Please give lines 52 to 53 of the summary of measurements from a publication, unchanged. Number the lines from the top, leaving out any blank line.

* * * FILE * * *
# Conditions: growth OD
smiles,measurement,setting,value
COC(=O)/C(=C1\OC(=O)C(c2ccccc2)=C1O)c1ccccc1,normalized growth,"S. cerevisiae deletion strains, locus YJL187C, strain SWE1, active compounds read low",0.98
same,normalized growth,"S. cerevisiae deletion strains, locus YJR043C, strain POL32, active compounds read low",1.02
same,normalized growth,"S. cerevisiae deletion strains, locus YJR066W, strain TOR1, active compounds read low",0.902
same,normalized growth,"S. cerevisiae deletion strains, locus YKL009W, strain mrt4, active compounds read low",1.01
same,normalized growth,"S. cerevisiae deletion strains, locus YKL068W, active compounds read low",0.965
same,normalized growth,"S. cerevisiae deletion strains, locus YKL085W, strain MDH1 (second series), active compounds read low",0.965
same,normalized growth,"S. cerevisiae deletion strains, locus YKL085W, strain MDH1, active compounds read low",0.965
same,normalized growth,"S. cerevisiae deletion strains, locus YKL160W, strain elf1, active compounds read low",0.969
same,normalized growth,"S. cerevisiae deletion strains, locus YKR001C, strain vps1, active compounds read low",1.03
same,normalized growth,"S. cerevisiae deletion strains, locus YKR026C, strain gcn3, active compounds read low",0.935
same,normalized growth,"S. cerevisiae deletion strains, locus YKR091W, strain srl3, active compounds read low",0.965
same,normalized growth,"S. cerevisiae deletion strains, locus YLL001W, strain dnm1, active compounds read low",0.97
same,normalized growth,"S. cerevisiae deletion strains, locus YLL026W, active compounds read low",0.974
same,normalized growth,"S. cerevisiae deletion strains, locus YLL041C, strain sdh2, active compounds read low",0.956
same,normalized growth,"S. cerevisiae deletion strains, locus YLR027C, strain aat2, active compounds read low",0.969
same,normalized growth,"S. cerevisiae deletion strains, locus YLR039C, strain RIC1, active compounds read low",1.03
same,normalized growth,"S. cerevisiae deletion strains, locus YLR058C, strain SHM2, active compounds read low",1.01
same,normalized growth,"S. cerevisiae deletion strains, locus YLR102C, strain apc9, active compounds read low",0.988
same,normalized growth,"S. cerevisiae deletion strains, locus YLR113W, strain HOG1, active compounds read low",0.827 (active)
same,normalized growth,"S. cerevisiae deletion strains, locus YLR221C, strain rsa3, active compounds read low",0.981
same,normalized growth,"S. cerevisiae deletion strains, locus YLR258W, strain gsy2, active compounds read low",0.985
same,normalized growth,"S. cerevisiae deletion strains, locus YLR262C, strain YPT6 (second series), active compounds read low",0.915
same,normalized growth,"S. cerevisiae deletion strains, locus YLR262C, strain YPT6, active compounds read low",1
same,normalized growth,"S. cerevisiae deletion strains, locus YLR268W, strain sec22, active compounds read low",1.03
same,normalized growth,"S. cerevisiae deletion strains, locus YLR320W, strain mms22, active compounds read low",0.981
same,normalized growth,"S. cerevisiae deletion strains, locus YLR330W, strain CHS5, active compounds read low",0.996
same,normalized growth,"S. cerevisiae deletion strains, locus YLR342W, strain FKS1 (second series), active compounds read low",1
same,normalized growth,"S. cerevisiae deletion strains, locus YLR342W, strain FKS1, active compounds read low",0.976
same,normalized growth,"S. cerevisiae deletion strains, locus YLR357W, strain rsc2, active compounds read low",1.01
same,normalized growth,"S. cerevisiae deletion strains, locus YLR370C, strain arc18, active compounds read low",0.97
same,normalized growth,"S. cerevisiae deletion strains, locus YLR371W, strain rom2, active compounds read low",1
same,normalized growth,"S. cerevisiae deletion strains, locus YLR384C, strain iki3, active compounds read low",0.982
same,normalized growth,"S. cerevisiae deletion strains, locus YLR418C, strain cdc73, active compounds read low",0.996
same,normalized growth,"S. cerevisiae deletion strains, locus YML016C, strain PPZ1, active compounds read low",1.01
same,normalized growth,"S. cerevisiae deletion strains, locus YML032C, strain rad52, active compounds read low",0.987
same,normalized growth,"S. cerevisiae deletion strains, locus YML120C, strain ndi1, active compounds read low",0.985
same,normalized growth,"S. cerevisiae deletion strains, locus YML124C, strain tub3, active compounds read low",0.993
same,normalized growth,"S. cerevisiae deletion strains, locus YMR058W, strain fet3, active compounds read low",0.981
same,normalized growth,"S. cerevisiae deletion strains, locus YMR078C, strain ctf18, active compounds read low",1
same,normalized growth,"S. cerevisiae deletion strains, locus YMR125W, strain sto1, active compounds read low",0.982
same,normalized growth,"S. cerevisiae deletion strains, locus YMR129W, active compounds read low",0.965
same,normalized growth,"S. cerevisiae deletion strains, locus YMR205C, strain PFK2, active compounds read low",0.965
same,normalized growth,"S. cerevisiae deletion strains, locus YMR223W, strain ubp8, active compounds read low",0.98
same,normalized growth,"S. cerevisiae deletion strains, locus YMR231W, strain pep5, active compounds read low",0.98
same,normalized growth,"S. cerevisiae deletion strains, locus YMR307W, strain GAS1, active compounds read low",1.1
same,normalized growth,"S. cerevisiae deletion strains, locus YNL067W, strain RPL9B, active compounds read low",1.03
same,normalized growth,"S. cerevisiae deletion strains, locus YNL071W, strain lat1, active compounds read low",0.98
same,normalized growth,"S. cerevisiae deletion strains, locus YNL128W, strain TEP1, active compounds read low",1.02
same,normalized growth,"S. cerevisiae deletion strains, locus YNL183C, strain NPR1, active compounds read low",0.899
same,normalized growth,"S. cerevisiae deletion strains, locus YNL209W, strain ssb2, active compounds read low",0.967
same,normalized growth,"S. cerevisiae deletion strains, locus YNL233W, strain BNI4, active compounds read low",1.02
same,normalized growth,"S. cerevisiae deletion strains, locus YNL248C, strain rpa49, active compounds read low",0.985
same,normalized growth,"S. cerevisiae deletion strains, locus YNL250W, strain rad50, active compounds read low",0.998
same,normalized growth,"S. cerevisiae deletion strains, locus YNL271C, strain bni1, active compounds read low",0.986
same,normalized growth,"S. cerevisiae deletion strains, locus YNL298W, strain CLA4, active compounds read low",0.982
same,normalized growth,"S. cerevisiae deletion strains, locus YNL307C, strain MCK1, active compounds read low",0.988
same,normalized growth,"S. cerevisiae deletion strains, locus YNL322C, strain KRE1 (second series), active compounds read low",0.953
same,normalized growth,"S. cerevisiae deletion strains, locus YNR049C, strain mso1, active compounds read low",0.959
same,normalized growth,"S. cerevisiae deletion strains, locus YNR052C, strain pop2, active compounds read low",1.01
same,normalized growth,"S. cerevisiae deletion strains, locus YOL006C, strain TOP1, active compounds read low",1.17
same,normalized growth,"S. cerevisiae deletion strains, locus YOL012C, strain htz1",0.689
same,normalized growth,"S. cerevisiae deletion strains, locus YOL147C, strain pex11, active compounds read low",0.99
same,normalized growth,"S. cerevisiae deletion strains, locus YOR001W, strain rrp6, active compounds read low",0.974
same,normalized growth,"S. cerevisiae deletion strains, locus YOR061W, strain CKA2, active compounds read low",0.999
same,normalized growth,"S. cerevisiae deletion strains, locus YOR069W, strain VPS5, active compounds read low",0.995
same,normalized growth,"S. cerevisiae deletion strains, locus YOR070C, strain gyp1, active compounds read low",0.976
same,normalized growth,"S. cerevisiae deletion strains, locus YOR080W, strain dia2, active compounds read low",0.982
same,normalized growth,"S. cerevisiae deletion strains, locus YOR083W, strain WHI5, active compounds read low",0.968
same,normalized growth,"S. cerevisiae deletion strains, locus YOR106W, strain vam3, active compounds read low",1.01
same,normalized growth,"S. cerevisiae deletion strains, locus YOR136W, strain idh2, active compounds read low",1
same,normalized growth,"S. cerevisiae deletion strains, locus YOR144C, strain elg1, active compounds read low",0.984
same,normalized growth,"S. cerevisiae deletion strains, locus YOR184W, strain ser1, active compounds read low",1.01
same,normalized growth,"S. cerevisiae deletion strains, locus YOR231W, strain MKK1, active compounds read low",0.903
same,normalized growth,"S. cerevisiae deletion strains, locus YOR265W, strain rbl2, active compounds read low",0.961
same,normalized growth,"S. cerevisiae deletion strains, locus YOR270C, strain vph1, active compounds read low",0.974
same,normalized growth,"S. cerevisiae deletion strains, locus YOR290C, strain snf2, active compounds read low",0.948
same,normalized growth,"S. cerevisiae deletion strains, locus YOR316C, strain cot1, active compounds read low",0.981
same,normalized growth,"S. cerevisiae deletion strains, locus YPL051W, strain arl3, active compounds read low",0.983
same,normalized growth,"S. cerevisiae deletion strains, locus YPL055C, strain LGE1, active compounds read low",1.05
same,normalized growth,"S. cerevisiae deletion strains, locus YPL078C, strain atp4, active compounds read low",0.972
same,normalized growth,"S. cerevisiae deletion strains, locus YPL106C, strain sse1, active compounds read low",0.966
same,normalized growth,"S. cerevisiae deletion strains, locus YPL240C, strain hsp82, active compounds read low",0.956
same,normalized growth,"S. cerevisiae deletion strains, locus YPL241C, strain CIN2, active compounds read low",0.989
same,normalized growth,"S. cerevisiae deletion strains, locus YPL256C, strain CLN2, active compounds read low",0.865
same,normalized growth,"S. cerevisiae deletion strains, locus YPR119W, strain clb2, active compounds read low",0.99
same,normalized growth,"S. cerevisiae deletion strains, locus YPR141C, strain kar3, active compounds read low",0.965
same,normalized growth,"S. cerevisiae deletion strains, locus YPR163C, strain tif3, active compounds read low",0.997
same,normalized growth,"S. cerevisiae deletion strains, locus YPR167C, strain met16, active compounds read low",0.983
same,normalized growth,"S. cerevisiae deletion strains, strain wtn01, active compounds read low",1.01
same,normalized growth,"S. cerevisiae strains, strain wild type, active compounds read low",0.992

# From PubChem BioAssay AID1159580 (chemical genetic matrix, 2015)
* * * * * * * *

same,normalized growth,"S. cerevisiae deletion strains, locus YNL209W, strain ssb2, active compounds read low",0.967
same,normalized growth,"S. cerevisiae deletion strains, locus YNL233W, strain BNI4, active compounds read low",1.02